There are a total of 8, 2 on each side of the dental arch, both above and below. They are located adjacent to the canines, with 3-4 cusps and 1-2 tooth roots. The premolars do not exist in the primary dentition, which is why the number of teeth in infants is so small. They are the first in the list in charge of assisting and performing the crushing, or in other words, the disintegration of food into very small pieces that will form the digestible bolus.
Of their total functionality the premolars have 60% of chewing work and 40% of phonatory/esthetic work.. They are hardly seen in normal situations and are not in contact with the tip of the tongue, so most of their functionality is eminently mechanical.
There are a total of 12, 6 above and 6 below, 3 on each side of the dental arch, so they represent the bulk of the total dental structures. They are the ones with the flattest surface, about 4-5 cusps and 2 roots. Their function is to grind the food, so they must have a large and wide shape to allow this mechanical movement of the teeth. that allows them to perform this mechanical movement in the most effective way possible.
Curiously, there is a growing tendency in the population not to develop the third and last molars, also known as “wisdom teeth”. This phenomenon is known as agenesis, and approximately 20-30% of people in the world are missing some of their third molars.
The absence of third molars is a clear example of the vestigial mechanisms that occur in living beings. It is believed that our ancestors developed third molars to break up foliage and plant matter more correctly, thus “compensating” in some way for the difficulty our species has in digesting cellulose. Faced with a mostly herbivorous and frugivorous diet, the molars make their way ahead of the incisors and canines.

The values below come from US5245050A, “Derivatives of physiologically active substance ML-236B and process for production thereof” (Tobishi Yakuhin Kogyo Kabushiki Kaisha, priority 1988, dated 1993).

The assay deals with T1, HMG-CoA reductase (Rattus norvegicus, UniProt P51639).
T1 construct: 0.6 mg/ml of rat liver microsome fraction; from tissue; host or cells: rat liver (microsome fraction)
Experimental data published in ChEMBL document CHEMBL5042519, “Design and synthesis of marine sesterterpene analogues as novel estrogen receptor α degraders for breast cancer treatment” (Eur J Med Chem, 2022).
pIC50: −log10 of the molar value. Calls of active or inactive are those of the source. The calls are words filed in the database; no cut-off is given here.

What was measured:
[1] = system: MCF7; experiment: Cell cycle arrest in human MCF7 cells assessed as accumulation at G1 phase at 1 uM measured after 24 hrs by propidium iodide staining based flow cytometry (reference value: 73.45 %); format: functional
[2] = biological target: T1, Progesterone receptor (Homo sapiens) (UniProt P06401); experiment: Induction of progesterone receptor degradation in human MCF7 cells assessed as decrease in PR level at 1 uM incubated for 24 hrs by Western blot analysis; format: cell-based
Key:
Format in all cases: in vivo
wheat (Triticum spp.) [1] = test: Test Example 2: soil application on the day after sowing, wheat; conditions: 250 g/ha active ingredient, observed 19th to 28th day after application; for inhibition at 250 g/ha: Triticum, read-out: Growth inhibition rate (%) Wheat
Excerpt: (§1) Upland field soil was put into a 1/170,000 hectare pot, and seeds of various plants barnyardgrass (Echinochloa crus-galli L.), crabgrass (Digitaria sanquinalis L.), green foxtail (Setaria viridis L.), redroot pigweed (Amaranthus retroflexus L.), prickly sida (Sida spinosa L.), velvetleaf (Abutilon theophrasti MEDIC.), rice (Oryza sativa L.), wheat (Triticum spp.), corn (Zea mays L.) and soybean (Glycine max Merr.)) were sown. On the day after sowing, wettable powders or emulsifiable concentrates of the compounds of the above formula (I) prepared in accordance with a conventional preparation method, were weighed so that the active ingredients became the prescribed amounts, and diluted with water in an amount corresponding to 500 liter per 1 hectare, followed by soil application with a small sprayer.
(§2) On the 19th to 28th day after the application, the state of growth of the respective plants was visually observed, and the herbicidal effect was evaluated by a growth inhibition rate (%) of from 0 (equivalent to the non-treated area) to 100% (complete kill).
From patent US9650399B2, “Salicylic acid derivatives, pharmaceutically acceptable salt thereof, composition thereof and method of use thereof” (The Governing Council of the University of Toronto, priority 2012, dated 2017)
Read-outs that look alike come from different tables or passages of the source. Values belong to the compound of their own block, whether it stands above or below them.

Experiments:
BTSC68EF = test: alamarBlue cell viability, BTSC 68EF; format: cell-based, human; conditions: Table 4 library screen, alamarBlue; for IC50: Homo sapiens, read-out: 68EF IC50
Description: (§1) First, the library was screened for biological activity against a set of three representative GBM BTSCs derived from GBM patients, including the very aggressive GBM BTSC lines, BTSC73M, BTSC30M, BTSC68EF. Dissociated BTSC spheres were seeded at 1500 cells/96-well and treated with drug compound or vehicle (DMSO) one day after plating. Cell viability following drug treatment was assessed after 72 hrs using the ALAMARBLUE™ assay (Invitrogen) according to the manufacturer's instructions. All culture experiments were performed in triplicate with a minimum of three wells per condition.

Today, these molars have become completely useless and in many cases are even harmful, as they can cause pressure and discomfort.They can cause pressure and misalignment of adjacent teeth due to their large size and uneven growth. Interestingly, it has been detected that their development is completely linked to heredity: the expression of the PAX9 gene is responsible for the lack of the third molar.
As you have seen, the world of teeth goes far beyond chewing. Beyond cutting up food, these hard elements are essential for maintaining the shape of the mouth, tone, vocalization and various aesthetic attributes. Thanks to them, we are able to ingest the food that gives us life and communicate with each other, no more and no less.and communicate with each other, no more and no less.